Yeah, it’s really cool, really random, but fun. We just started working together. He did a song for Scott Pilgrim, that’s how we met, and I’ve been a fan of his forever. His album Lovage is one the iconic albums of my life, so I’ve always been a fan of his.

I was really excited to meet him. I guess he saw something on the Internet of me singing, and he called me and asked if I wanted to collaborate on a song. So we did a song together, and then one song kind of turned into five, and then we just decided to make an album out of it. So we’re currently working on it, going at our own pace, and not putting too much pressure on ourselves. It’s really fun.

Is music something that you’ve always wanted to do?
You know, it is something I’ve always wanted to do, but on a really small scale. I always thought I’d sing in a movie, like I would do a musical. I don’t think I ever thought that I’d release an album. [Laughs.] So it’s really different. But I’m glad that it’s a collaboration; I don’t think I would’ve done it if it was a solo project that I’d done on my own. It’s great that I’m collaborating with somebody that I admire so much. It makes it really cool and make sense in my head as to why I’m doing it. I’m excited about it.

Do you guys have a name for the project yet, like his past projects Handsome Boy Modeling School or Deltron 3030?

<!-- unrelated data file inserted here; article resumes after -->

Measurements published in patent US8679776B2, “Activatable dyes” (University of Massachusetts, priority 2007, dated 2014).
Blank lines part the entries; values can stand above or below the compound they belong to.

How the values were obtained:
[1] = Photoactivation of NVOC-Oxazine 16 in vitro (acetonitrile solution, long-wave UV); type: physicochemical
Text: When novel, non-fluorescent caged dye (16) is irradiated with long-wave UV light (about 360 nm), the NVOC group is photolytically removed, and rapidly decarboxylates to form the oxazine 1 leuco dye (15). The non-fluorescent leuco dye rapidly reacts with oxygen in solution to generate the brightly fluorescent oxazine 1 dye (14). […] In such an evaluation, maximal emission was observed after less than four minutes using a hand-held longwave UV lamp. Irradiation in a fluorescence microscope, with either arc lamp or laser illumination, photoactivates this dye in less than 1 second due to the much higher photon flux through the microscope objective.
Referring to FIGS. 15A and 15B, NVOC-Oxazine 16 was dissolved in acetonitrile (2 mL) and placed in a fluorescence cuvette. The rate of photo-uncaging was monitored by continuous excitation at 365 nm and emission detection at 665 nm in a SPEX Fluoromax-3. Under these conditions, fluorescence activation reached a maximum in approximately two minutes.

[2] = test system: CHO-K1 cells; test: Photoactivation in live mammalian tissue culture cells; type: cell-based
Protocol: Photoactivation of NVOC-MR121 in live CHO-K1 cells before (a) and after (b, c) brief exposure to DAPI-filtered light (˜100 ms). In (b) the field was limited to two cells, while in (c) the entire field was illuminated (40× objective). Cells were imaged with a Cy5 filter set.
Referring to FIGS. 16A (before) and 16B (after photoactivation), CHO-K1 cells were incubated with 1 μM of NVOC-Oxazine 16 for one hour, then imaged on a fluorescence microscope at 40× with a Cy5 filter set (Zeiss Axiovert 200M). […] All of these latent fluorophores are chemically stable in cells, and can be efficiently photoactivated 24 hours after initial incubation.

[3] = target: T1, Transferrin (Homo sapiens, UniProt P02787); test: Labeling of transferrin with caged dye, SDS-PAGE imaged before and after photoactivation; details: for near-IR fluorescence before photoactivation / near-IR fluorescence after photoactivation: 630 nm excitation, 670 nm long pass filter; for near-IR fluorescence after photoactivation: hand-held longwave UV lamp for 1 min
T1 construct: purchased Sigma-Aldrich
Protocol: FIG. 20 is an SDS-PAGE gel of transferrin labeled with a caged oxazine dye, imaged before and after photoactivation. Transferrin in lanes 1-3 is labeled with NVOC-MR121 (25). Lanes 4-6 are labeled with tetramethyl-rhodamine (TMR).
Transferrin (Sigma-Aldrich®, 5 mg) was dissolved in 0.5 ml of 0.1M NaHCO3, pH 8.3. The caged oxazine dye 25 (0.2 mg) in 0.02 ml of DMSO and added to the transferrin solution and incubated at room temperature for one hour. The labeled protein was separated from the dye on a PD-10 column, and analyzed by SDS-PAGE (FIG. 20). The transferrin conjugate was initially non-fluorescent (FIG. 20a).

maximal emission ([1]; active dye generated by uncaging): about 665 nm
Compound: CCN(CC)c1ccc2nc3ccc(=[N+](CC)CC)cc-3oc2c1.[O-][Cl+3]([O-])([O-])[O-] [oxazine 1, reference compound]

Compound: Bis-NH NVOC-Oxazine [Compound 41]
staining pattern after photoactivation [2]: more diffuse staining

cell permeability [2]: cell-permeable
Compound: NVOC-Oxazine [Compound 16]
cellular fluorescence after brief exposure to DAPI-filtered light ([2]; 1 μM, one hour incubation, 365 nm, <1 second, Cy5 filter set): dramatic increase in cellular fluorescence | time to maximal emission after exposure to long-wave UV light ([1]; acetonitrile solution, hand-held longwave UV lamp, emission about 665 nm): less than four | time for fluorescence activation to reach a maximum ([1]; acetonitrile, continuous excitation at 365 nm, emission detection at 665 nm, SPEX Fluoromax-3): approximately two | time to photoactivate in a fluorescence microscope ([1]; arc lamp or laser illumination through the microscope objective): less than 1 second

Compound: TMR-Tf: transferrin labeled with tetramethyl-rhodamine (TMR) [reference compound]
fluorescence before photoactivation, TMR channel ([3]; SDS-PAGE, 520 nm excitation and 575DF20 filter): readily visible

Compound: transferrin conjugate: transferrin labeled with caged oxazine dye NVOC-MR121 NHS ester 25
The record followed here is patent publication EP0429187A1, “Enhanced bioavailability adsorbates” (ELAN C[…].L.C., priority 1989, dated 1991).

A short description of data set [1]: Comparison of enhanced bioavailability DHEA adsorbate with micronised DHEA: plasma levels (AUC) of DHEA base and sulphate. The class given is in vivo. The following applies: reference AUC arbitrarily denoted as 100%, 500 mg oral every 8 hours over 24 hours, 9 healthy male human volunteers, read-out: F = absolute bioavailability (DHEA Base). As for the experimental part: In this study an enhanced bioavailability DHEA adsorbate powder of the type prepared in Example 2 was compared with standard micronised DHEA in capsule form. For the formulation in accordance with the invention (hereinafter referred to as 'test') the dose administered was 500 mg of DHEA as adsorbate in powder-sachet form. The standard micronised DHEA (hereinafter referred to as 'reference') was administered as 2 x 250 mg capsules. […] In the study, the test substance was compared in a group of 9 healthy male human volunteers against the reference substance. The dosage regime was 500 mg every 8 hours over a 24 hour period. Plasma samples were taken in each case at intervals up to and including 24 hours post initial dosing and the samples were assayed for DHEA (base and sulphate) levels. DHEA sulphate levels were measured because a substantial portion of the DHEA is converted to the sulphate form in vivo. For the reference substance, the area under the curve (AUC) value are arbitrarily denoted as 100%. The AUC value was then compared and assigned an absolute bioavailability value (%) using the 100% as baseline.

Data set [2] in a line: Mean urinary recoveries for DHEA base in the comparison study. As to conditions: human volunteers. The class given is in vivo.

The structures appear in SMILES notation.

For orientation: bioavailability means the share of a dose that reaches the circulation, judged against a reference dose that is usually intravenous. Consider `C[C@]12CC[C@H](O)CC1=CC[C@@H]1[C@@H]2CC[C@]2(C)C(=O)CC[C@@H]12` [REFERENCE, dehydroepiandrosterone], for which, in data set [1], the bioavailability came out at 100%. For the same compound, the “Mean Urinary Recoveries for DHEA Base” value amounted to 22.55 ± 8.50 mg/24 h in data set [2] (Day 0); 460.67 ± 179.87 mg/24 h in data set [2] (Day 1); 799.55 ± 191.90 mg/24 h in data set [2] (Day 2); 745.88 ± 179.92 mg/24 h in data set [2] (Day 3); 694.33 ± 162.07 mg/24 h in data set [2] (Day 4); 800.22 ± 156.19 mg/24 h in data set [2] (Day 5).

I don’t know. When we were performing, we were like, “Oh, yeah… Do we have a name?” [Laughs.] We’re just so laid back about it, we haven’t thought about those things. I don’t know. I guess there’s a possibility that it might turn out to be just my name or something, but at the end of the day, even if it is that, it’s a collaboration. So I think we’ll come up with a name. We’ll see.

What kind of music are you guys making exactly?
The inspiration behind it is, like, French ’60s pop—Jane Birkin, and stuff like that. It’s kind of married with Dan’s sensibility, which is his beats and a little bit of that low-key hip-hop vibe. So it makes for something that’s very unique; it’s very lounge-y and light. It's got a little bit of a French quality.

Dan the Automator also has some really strong hip-hop roots. Are you a quote-unquote hip-hop head at all?
Not particularly. [Laughs.] Not other than Dan's stuff. Dan has such crossover appeal, from having lots of different types of fans. I love Handsome Boy Modeling School, Gorillaz, and all the stuff that he’s done that comes from the hip-hop world. So I have a little bit of hip-hop taste, but it doesn’t go much further beyond Dan’s stuff. [Laughs.]

So there won’t be any rap verses from you on the album?
[Laughs.] No, probably not. Maybe a little spoken-word, but in that French, chartreuse kind of way. Not really in the “white rapper” kind of way. [Laughs.]

WATCH MARY ELIZABETH WINSTEAD'S BEHIND-THE-SCENES VIDEO:

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ADDITIONAL CREDITS: (HAIR) Rob Talty. (MAKEUP) Sammy Mourbit. (PROP STYLING) David Ross. (CLOTHING) FIRST IMAGE: Vintage Dolce & Gabbana dress from The Way We Wore. SECOND & FIFTH IMAGE: Dress by Alexander Wang / Cuff by Charles Albert. THIRD & SIXTH IMAGE: Dress by Nicole Miller / Shoes by Giuseppe Zanotti. FOURTH IMAGE: Jacket by Irina Shabayeva / Vintage Dolce & Gabbana Dress from The Way We Wore / Shoes by Giuseppe Zanotti.